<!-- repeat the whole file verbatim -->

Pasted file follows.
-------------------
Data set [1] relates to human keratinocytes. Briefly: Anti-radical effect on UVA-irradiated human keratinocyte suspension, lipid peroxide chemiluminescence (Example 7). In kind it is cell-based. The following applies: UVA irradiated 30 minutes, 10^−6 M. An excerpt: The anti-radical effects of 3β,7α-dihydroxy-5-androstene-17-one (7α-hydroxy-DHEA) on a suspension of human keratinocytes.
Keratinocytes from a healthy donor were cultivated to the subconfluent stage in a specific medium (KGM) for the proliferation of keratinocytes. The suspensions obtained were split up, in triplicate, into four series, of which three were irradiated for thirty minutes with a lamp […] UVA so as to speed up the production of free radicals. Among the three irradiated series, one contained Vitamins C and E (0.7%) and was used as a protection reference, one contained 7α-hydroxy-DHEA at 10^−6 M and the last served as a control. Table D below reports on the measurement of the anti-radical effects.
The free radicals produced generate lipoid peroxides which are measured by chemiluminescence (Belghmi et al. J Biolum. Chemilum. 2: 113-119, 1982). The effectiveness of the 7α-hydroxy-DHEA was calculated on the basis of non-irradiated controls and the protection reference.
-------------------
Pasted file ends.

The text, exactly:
Data set [1] relates to human keratinocytes. Briefly: Anti-radical effect on UVA-irradiated human keratinocyte suspension, lipid peroxide chemiluminescence (Example 7). In kind it is cell-based. The following applies: UVA irradiated 30 minutes, 10^−6 M. An excerpt: The anti-radical effects of 3β,7α-dihydroxy-5-androstene-17-one (7α-hydroxy-DHEA) on a suspension of human keratinocytes.
Keratinocytes from a healthy donor were cultivated to the subconfluent stage in a specific medium (KGM) for the proliferation of keratinocytes. The suspensions obtained were split up, in triplicate, into four series, of which three were irradiated for thirty minutes with a lamp […] UVA so as to speed up the production of free radicals. Among the three irradiated series, one contained Vitamins C and E (0.7%) and was used as a protection reference, one contained 7α-hydroxy-DHEA at 10^−6 M and the last served as a control. Table D below reports on the measurement of the anti-radical effects.
The free radicals produced generate lipoid peroxides which are measured by chemiluminescence (Belghmi et al. J Biolum. Chemilum. 2: 113-119, 1982). The effectiveness of the 7α-hydroxy-DHEA was calculated on the basis of non-irradiated controls and the protection reference.